China Newsbrief and Sitrep

China Newsbrief and Sitrep

November 10, 2020

Source

By Godfree Roberts – selected from his extensive weekly newsletter : Here Comes China

Infrastructure

The Three Gorges passed all its tests. Flood control, power generation, navigation and water resources utilization are running smoothly. The river dam, flood discharge, energy dissipation, water diversion and power generation, navigation facilities, protective buildings, mechanical and electrical systems are operating normally and stably. The reservoir accumulated 180 billion cubic meters of floodwater, reduced the flood peak by 40 percent, and the lowered flood control pressures in the the Yangtze River. Read full article →

Agriculture

A new record means a one mu (0.067 hectare) rice field can feed five people for a year. Scientists achieved record-breaking yields of 1,500 kg per mu, or 22.5 tonnes per hectare. The strain, named “Sanyou #1”, is known for its high yield and resilience to unfavorable weather conditions. The late-season hybrid rice yield measured on Monday reached 911.7 kg per mu – each mu measures about 0.07 hectares.  Read full article →

Aerospace

China has launched more satellites than any other country this year as of Sept. 30, putting it on track to win the space launch-rate race three years in a row. Through the third quarter of 2020, China has launched a total of 29 satellites. The US by contrast has launched 27 total, launching 10 this quarter. Only SpaceX keeps the US close to China. Read full article →

Useless Idiots?

What really happened at the US Consulate General in Hong Kong when those four young anti-China activists turned up seeking asylum? They were rejected because, as much as they would like to believe they fought the good fight against “tyranny” and merit “protection” for all the sacrifices they made, they are in fact nobodies in the eyes of the unscrupulous and manipulative officials and politicians in Washington who cheered them on and lulled them into a false sense of security that America had their backs. Read full article →

The four Hong Kong activists who sought protection at the US consulate last week had discussed their intentions with consular staff, who gave them the green light to enter the compound before firmly asking them to leave. Three were seeking asylum, while the fourth, who claims to be a US citizen, is accusing the consulate of neglecting its duty to help him.  Read full article →

Long Read: Investing in the Belt and Road

(This article selection is specifically for the explanation on Islamic Finance)

Pakistan BRI Projects

China’s Belt & Road Initiative officially kicked off in 2013, some seven years ago, under the initial title of ‘One Belt One Road’. That was later dropped as it became apparent that the scale of demand for projects would be rather more than single Eurasian and Maritime routes. While there has been some controversy over China’s financing and the exporting of its construction SOEs to build these projects, closer examination of the so-called ‘debt trap’ issue by US Universities such as John Hopkins and William & Mary have revealed this not to be the case; their studies failing to produce any evidence of debt trap problems created by Chinese loans. It is however encouraging that such finance is being monitored and it will help keep Beijing straight. This is good news for Pakistan, as it has been a significant recipient of Chinese infrastructure funding, with US$62 billion being spent on the China-Pakistan Economic Corridor (CPEC) alone.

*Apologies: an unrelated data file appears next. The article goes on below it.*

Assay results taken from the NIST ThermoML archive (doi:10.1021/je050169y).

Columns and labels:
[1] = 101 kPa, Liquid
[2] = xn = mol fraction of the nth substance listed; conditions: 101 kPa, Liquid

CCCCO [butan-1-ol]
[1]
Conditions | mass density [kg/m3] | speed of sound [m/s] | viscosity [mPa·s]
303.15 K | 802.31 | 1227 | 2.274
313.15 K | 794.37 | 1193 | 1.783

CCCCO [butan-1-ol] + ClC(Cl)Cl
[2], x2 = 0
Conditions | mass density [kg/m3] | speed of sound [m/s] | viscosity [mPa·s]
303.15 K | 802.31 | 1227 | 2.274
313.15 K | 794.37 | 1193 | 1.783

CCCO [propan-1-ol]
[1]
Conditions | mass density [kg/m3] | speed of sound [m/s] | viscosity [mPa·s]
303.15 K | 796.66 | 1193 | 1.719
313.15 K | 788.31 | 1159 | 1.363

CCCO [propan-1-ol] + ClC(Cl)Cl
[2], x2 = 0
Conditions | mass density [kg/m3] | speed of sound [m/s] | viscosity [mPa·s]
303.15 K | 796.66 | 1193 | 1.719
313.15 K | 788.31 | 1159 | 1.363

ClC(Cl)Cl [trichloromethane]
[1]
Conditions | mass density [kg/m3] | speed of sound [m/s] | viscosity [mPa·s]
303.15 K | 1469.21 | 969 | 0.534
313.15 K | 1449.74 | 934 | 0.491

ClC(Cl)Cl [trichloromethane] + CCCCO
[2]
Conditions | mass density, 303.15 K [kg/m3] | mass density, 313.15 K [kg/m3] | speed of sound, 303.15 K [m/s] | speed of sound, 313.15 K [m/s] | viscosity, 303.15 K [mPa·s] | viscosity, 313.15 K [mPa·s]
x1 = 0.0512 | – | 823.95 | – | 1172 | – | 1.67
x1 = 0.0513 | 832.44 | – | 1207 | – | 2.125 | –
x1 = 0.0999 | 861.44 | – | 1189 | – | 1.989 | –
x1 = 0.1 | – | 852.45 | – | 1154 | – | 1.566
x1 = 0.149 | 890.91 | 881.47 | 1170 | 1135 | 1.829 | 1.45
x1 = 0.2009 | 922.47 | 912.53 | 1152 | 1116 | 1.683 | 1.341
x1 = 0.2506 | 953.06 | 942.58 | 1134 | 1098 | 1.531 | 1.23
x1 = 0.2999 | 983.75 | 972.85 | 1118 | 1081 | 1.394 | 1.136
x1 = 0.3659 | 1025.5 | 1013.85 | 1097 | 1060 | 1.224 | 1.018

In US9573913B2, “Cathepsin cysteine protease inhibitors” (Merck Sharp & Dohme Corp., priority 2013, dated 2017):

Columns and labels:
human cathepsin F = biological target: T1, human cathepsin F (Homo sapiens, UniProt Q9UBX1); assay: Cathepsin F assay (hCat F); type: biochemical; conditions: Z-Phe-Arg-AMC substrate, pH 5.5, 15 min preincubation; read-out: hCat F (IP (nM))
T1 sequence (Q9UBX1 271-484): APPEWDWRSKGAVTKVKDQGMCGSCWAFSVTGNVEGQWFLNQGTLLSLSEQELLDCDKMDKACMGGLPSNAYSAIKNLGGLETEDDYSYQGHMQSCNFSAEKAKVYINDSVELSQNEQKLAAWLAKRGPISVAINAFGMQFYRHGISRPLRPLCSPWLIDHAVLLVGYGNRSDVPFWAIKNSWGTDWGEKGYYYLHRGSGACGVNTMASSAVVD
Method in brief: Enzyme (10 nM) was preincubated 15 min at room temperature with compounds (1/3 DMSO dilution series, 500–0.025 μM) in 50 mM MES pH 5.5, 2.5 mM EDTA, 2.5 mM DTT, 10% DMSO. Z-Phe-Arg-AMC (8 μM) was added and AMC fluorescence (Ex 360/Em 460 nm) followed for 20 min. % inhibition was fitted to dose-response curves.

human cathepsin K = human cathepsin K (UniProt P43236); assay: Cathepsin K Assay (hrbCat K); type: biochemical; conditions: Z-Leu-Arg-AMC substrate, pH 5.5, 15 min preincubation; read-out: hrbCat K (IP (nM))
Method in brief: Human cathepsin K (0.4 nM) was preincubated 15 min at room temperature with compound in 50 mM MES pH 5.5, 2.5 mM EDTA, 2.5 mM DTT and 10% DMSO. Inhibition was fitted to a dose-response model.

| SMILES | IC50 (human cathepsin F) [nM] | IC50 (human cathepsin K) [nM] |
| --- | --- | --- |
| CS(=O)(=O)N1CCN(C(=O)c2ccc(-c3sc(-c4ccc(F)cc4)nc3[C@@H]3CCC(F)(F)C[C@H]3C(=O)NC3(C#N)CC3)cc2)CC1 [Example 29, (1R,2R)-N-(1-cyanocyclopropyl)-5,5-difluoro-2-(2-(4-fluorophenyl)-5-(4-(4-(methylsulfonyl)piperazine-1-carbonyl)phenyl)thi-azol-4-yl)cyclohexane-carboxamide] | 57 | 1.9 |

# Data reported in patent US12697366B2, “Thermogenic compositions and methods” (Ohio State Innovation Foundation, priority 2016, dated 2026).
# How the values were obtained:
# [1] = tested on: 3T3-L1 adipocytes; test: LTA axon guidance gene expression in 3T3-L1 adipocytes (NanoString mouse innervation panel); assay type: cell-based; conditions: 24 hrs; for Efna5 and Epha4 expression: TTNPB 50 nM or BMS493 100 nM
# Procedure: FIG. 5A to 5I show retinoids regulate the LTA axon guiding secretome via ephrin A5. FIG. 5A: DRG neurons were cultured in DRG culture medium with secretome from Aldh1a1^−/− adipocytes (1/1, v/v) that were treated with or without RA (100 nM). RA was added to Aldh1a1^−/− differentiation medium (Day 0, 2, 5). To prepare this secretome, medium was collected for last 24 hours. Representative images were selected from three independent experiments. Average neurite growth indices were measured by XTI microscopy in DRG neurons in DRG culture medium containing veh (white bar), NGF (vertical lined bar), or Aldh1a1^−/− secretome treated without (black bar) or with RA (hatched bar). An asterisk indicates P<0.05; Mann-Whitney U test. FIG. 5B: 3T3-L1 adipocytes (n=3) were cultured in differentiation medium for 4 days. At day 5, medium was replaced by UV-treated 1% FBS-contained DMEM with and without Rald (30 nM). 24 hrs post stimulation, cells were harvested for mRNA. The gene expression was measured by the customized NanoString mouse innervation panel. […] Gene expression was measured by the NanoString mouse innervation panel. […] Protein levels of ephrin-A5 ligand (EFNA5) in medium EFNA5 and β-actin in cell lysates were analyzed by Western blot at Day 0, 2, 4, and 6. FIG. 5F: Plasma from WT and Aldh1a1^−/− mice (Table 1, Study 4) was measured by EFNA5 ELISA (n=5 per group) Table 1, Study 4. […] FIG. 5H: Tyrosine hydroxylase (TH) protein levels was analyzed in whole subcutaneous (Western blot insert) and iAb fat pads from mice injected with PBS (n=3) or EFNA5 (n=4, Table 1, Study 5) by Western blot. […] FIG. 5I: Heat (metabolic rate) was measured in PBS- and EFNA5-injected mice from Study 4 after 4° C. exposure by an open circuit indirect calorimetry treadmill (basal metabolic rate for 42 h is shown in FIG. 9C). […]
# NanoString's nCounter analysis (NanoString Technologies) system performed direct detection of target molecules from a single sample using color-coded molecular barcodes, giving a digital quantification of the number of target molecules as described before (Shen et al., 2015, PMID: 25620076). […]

The China–Pakistan Economic Corridor 

The CPEC is a collection of infrastructure projects that are under construction throughout the country. CPEC is intended to rapidly upgrade Pakistan’s required infrastructure and strengthen its economy by the construction of modern transportation networks, numerous energy projects, and special economic zones. CPEC became partly operational in late 2016 when Chinese cargo was transported overland to Gwadar Port for onward maritime shipment to Africa and West Asia, while certain nationally important power projects came onstream in late 2017.

A vast network of highways and railways are currently being constructed as part of CPEC that will span the length and breadth of Pakistan. Inefficiencies stemming from Pakistan’s current, mostly dilapidated transportation network are estimated by the government to cause a loss of 3.55% of the country’s annual GDP with little investment having been made since the days of the British Raj.

Modern transportation networks built under CPEC will link seaports in Gwadar and Karachi on Pakistan’s southern coast with northern Pakistan, as well as to routes and cities further north in Western China’s Xinjiang Province and onto Central Asia. This includes a 1,100 km motorway being built between Karachi and Lahore, while the Karachi-Peshawar main rail route is being upgraded to allow for high speed train travel.

To the north the Karakoram Highway from Gilgit to Taxkorgan and Kashgar is being completely overhauled while Pakistan’s railway network will also be extended to eventually connect to China’s Southern Xinjiang railway in Kashgar and from there onto China’s national rail system and its majority Muslim Provinces of Xinjiang, Gansu, Qinghai and Ningxia – all of which lie in a West-East axis, following the ancient overland trade routes of the ancient silk road. China’s Muslim population is about 80 million with significant hubs in cities such as Xián and Beijing.